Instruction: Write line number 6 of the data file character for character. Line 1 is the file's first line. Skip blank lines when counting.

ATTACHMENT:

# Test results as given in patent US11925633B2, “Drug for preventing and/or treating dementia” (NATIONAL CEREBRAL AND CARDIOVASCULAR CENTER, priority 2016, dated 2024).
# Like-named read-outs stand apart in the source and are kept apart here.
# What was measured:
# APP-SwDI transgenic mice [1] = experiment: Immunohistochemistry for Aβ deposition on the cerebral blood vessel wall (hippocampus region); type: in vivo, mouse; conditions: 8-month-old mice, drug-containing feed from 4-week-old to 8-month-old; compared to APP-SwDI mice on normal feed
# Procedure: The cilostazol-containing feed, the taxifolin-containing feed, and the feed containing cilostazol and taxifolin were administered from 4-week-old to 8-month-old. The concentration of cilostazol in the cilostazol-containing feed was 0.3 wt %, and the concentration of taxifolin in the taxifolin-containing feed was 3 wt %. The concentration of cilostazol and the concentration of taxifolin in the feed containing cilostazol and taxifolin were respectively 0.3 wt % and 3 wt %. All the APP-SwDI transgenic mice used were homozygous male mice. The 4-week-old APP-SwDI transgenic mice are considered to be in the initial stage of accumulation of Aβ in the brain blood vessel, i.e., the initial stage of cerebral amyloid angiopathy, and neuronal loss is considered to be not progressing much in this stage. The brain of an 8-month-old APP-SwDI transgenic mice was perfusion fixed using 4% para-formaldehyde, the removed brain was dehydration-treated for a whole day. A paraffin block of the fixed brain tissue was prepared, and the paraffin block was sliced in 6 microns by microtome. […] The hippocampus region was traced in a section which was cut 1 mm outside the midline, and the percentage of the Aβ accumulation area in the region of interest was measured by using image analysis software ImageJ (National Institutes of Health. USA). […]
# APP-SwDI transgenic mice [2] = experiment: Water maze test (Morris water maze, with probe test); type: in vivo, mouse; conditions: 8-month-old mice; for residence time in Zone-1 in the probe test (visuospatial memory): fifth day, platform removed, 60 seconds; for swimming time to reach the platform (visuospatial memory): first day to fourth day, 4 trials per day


# APP-SwDI transgenic mice [2] = experiment: Water maze test (Morris water maze, with probe test); type: in vivo, mouse; conditions: 8-month-old mice; for residence time in Zone-1 in the probe test (visuospatial memory): fifth day, platform removed, 60 seconds; for swimming time to reach the platform (visuospatial memory): first day to fourth day, 4 trials per day